Art and spirituality in the heart of Gipuzkoa
The mountains of the Urola Valley is the idyllic setting for this Sanctuary built around the house where Ignacio de Loiola was born in 1491. The majesty of the dome towers above the natural landscape, making the building a must-see in the Gipuzkoa hinter-land.
Even as we approach its well-tended gardens to the front, we are overcome with the spirituality of the location. The sculpture of Ignacio de Loiola stands at the beginning of the path up to the entrance of the basilica that bears his name. This was built around the Loiola family home, and two events transformed it into the subject of a continuous pilgrimage: the birth of Íñigo López de Loiola in 1491, and his conversion to Catholicism in 1521.
The Basilica, designed by Italian architect Carlo María Fontana, is the central volume of the building. Outside, an impressive dome 65 metres high rises up to give balance to the 150 metres of façade. Work began on the building in 1689, but it was not inau-gurated until 31 July 1738, the fiesta of San Ignacio. The entire project, which involved up to 600 stonemasons, was built using large blocks of marble taken from Mount Izar-raitz nearby.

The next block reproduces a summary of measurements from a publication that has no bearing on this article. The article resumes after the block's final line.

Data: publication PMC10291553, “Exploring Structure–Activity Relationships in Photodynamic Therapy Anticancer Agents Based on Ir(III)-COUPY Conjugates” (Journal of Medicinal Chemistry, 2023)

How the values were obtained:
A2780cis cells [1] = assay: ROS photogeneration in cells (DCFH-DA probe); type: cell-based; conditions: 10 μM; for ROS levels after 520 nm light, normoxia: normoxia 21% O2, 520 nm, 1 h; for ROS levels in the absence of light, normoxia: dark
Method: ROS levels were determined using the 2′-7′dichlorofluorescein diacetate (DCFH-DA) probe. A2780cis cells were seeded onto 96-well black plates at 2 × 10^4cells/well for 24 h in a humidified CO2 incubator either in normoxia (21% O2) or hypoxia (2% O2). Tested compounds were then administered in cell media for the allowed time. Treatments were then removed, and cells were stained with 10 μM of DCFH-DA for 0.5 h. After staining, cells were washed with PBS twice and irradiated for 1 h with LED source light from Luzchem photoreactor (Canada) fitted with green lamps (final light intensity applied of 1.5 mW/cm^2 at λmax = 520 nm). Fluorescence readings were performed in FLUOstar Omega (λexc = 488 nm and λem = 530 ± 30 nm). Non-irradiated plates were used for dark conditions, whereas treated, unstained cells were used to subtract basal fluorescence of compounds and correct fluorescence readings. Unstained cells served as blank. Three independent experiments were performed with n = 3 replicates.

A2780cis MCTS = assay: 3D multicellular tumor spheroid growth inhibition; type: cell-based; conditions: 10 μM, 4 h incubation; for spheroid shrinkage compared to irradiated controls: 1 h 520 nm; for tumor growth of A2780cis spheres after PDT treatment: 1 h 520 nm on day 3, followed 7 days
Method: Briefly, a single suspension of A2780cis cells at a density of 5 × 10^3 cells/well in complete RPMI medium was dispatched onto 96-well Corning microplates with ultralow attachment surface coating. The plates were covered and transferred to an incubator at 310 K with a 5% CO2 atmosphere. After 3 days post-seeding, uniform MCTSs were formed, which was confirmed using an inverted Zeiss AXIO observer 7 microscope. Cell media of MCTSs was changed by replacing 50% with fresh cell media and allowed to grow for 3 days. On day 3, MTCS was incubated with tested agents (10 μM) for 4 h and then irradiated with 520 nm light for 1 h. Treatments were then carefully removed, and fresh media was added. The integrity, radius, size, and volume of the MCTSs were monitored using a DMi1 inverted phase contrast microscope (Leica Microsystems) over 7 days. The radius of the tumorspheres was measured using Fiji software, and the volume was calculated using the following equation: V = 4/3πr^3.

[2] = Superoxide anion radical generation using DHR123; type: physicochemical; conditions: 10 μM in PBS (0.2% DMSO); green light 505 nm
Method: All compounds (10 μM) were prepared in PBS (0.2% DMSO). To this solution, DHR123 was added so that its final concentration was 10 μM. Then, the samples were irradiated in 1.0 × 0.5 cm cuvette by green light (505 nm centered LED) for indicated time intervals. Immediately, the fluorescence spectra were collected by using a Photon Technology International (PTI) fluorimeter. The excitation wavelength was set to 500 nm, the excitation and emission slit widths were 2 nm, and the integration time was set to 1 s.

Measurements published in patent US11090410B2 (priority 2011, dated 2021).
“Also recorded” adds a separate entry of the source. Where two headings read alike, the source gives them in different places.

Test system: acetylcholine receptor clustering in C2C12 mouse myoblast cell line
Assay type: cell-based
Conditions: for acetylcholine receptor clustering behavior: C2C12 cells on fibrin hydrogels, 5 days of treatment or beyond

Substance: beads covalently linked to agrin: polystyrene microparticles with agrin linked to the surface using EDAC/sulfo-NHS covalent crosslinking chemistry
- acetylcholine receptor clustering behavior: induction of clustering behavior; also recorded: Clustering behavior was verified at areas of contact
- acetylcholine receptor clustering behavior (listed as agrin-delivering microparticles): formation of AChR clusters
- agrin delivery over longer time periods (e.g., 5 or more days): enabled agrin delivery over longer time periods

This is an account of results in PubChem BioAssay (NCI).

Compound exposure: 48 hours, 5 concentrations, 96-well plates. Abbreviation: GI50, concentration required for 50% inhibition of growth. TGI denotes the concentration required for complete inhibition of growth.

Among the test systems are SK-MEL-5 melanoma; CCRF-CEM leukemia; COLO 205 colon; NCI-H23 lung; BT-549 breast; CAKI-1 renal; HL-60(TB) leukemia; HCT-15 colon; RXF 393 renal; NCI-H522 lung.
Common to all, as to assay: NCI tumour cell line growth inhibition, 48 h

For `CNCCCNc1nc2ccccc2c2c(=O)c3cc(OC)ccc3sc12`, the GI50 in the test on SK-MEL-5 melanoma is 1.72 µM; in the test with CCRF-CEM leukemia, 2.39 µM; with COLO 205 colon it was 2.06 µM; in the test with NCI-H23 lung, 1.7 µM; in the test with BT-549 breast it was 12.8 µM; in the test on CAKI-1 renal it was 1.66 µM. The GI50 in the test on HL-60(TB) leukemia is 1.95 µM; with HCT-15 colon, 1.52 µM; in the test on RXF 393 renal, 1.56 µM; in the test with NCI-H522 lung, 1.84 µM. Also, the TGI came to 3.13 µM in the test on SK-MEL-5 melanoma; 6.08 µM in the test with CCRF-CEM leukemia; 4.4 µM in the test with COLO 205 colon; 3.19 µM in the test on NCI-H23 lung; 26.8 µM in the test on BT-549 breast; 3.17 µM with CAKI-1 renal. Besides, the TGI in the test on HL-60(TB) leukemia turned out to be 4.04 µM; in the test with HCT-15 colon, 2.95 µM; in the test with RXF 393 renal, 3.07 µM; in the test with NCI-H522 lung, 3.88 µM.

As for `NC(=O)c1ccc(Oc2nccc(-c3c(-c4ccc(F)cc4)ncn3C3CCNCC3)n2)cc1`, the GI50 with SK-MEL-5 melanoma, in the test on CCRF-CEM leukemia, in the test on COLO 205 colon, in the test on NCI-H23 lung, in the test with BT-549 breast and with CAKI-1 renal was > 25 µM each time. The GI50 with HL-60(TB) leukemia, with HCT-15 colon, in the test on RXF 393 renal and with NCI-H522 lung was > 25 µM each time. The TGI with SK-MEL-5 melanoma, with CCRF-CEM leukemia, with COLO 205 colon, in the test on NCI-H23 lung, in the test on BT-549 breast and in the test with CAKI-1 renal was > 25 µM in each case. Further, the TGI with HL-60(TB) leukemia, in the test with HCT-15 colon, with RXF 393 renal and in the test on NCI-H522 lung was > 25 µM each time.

Another of the main features of the building is its spectacular dome. No less than 20 metres in diameter and rising to a height of 50 metres, it represents the virtues of faith, hope, religion, charity, prudence, justice, strength and temperance. A little fur-ther on, the marble altars feature a convincing statue of San Ignacio de Loiola execut-ed in silver. You may also get the chance to hear the organ with its three keyboards and more than two thousand pipes if you happen in on a liturgical event or a concert.
Finally, you can visit the house where San Ignacio was born, and find out about the daily round of his family, along with some of its historical episodes, to round off an experience brimming over with spirituality in such a special, inviting natural environ-ment as the Sanctuary itself.